Although there is an established historiography on women's roles during the Spanish Civil War (1936-9), little has been written on Nationalist women in the Republican-held zones. Women were the anti-Republican resisters of the first hour in the capital but they have been largely overlooked in the historical record. During the bitter civil conflict a sector of dissident women helped to create a subversive and clandestine national Catholic space in the heart of Republican Madrid. By examining the vital and invisible role played by women within Madrid's 'fifth column' this monograph offers a new contribution to the gender historiography of the Spanish Civil War and re-evaluates the significance of women in the Nationalist war effort. It explores how and why a sector of Falangist and Catholic women decided to mobilise against the legally constituted Popular Front government in support of an undemocratic military coup. While women's subversive activities often involved the transgression of traditional gender norms, their social and political agency arose within the conditions and precepts of Catholicism and was conceptualised and imagined within new national-Catholic discourses of 'holy Crusade.'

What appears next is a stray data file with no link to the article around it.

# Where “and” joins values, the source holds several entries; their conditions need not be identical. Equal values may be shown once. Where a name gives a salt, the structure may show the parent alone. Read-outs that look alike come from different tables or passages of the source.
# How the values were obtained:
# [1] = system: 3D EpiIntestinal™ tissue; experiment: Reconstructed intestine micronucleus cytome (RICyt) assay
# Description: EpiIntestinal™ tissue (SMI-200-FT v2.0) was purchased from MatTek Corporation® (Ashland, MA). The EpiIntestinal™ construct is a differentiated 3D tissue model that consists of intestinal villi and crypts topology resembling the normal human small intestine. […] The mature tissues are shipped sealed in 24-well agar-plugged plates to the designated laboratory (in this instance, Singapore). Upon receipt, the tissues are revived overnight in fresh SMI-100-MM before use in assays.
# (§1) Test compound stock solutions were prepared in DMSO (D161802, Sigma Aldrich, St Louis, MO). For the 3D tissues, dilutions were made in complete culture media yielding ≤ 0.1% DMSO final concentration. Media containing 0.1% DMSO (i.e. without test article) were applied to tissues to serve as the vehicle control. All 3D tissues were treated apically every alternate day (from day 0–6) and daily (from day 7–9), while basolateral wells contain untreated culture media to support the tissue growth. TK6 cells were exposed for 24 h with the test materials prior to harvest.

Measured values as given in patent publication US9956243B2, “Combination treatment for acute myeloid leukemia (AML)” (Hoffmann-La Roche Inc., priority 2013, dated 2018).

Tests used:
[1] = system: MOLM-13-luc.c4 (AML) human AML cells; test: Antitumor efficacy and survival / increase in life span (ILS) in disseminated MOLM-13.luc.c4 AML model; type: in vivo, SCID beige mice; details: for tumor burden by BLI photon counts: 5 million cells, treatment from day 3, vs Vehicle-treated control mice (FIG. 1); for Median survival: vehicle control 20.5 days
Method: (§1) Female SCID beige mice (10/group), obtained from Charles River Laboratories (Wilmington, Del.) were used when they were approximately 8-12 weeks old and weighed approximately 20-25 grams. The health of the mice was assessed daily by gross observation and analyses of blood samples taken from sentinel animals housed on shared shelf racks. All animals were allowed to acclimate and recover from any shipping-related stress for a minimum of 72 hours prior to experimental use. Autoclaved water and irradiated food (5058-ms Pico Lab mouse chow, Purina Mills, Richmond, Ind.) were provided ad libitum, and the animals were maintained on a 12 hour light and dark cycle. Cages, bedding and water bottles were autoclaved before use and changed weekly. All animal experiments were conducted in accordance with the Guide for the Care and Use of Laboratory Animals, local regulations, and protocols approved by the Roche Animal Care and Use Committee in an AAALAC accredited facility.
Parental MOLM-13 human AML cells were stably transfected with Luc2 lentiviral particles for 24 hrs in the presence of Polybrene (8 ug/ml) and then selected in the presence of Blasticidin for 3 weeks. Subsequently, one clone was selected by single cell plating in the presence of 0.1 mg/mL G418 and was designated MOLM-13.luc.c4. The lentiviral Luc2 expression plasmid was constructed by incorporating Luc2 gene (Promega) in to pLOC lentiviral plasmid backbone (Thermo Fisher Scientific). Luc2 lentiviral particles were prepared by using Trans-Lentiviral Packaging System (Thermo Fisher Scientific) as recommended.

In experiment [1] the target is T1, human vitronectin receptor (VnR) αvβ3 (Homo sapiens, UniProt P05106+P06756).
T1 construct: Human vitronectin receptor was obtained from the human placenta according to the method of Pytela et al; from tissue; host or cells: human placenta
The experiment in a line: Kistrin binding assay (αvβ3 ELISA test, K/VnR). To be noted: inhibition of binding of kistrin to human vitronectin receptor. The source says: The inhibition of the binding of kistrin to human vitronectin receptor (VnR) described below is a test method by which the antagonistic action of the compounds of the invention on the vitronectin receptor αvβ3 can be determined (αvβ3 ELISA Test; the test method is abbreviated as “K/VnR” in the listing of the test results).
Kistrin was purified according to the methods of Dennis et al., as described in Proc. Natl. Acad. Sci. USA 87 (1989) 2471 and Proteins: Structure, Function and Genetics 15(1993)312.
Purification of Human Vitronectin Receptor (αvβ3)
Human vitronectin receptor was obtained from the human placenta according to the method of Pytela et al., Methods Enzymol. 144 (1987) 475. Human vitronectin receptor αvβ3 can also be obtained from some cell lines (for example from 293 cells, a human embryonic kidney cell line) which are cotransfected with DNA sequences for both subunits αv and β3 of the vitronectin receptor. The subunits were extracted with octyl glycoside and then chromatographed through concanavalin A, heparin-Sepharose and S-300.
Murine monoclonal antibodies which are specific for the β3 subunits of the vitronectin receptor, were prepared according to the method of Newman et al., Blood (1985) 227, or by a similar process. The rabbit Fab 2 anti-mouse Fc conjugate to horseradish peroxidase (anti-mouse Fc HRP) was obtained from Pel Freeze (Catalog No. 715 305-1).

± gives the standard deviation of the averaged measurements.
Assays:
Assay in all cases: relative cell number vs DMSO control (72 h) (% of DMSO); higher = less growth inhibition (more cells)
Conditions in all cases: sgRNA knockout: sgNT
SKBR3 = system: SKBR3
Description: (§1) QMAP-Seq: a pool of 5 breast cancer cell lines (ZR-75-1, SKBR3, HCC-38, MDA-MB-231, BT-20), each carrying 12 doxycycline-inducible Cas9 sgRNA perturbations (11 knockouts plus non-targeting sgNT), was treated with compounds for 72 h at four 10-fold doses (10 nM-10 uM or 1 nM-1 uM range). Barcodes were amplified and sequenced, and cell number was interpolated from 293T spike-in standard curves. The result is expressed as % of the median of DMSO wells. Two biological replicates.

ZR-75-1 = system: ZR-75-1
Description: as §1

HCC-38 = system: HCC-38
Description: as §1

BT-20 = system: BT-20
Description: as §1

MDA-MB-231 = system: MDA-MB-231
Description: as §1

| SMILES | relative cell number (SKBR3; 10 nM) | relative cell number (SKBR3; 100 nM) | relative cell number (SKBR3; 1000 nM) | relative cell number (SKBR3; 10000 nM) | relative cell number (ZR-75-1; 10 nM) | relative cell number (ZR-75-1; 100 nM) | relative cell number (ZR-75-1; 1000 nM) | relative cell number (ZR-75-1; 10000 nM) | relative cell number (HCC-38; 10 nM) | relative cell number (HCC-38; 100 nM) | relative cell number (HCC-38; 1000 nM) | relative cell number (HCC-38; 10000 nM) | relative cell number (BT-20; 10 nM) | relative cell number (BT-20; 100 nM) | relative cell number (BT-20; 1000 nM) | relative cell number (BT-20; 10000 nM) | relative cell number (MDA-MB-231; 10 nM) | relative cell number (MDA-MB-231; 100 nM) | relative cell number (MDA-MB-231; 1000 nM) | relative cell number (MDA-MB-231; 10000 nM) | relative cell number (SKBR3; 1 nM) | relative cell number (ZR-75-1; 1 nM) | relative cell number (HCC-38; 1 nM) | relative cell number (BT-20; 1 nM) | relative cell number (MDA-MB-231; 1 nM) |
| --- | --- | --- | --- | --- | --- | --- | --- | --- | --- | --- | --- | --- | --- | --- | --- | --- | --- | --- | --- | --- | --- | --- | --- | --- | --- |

Country of Publication:
Series: Routledge/Canada Blanch Studies on Contemporary Spain
12 March 2020
Further / Higher Education
Contents; Acknowledgements; List of Abbreviations; Introduction; Part I: The Role of Women in The Clandestine Falange; Chapter I: The Origins of Auxilio Azul; Chapter II: The Structure and Organisation of Auxilio Azul; Chapter III: The Role of Women in The Mixed Gender Clandestine Falange Groups; Part II: The Women in Madrid's Autonomous Fifth-Column Resistance; Chapter IV: Traitors and Rebels; Chapter V: Female Spies; Conclusion; Bibliography; Appendix A
Angela Flynn is an historian at Oxford University who recently completed a DPhil under the supervision of Dame Frances Lannon. She co-teaches, alongside Professor Robert Gildea, a third-year undergraduate Special Subject on France from the Popular Front to the Liberation, 1936-1939 and co-convenes an inter-disciplinary seminar series sponsored by TORCH Oxford/Stanford University in Oxford entitled Conversations on Identity, Ethnicity and Nationhood.